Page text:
We’d all like to be more productive in our lives but with our growing awareness of the harmful effects of stress and the potential physical and emotional burnout, how do we find balance? Do we meditate? Exercise? Improve our nutritional intake? All of these are important but do they really help balance or are they sometimes just add-ons to a life out of kilter? Will they also help improve our productivity?
What if it depends on not just what we do, to de-stress, but when we do it?
More than 50 years ago, the sleep researcher Nathan Kleitman discovered the 90 minute periods, at night, during which we move progressively through five stages of sleep, from light to deep, and then out again.
Kleitman also observed that our bodies operate by the same 90 minute rhythm during the day. When we’re awake, the movement is from higher to lower alertness. These repeated cycles through sleep and waking hours are known as ultradian rhythms.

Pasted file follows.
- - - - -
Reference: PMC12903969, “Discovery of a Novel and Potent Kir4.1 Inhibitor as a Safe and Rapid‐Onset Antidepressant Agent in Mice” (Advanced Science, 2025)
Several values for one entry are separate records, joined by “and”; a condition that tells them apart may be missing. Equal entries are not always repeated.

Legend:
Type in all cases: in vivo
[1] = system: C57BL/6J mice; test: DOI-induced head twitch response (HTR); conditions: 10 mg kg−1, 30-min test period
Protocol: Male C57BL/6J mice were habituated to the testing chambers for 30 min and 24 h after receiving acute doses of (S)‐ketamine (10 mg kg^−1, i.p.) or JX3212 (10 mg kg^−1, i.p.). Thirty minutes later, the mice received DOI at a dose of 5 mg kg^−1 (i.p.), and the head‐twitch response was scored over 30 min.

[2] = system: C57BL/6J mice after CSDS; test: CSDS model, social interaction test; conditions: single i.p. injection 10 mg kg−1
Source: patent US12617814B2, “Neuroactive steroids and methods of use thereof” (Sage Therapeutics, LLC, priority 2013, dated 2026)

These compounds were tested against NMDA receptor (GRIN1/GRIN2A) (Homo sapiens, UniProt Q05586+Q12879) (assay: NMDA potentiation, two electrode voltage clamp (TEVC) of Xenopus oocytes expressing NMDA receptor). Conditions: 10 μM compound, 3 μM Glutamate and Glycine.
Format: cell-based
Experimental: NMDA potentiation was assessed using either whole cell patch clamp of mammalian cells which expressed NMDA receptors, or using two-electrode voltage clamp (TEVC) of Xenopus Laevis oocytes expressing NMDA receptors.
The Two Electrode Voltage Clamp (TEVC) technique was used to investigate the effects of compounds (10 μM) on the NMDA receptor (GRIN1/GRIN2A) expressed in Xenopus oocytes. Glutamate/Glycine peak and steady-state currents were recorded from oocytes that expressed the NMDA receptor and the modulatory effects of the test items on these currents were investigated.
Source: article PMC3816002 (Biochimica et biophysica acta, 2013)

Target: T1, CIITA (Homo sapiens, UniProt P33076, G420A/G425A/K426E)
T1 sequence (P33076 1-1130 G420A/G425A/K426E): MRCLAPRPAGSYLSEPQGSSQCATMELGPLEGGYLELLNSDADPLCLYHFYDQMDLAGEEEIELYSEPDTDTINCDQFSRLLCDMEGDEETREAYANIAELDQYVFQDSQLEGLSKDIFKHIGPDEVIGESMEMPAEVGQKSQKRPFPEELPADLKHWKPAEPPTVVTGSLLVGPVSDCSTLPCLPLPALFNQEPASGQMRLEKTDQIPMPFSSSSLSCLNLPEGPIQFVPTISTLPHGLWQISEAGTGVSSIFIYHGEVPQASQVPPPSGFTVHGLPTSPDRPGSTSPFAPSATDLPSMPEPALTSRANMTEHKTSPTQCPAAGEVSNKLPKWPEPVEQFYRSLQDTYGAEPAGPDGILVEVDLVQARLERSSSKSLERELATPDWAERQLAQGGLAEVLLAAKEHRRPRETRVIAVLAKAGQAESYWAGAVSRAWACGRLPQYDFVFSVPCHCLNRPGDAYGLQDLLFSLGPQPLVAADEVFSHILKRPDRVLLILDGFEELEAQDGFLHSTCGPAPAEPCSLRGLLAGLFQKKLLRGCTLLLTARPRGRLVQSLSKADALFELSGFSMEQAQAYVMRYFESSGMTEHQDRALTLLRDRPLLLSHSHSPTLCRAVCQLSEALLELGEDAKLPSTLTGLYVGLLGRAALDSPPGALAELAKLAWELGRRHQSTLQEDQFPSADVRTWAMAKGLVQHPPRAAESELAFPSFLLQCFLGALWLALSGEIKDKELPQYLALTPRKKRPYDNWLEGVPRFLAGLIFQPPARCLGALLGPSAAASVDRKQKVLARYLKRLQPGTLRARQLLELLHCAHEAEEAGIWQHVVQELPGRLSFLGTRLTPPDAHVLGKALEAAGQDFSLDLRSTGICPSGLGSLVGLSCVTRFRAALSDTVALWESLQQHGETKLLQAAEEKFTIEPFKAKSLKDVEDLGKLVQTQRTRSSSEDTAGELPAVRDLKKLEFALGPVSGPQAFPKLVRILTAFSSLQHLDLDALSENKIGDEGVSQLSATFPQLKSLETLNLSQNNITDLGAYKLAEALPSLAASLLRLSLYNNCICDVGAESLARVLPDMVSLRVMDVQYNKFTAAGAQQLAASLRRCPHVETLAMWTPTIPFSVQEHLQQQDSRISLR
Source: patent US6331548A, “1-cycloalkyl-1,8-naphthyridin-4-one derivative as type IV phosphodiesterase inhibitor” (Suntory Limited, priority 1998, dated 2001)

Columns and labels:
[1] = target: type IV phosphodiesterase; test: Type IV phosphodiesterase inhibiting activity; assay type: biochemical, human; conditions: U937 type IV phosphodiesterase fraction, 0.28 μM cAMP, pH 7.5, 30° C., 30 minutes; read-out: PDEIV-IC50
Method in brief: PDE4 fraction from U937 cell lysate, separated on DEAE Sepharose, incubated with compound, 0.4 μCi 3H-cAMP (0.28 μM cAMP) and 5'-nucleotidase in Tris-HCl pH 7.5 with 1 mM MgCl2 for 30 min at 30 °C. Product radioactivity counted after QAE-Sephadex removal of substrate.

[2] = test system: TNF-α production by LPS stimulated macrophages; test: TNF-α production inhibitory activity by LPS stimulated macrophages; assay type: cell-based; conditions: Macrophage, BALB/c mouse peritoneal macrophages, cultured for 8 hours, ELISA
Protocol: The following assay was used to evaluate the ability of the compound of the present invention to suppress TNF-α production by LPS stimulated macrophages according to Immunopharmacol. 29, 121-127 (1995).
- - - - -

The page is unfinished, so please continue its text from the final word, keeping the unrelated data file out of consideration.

The model of success, which we are generally encouraged to follow, is to knuckle down and work solidly with as few breaks as possible for 8 to 10 hours. We then go home and wonder why we feel so drained. What if we were to follow the natural rhythm of our brains and the 90 minute ultradian rhythm instead?
When we need to rest, our bodies signal to us with either sleepiness, lack of focus, fidgeting etc. Not only do we ignore the signals but we attempt to override them with caffeine, sugary foods and our own stress hormones – cortisol and adrenaline. We become addicted to these substances and believe that constantly being on the go will bring good results. Many people are beginning to question not only the toll this takes on our stressed out bodies and minds but also on our actual productivity.
In a study of young violinists, performance researcher Anders Ericsson found that the best ones all practiced the same way: in the morning, in three sessions of no more than 90 minutes each, with a break between each one. Ericcson discovered the same pattern among other musicians, athletes, chess players and writers.
If you feel burnt out by constantly pushing yourself to achieve, maybe experiment with working for 90 minutes and setting a timer for a 20 minute break. During this break, have a snack, a walk, a nap – this is not laziness but will prime your body and mind to be in gear for the next session of work. Try this for a month to observe the changes in your productivity and energy levels.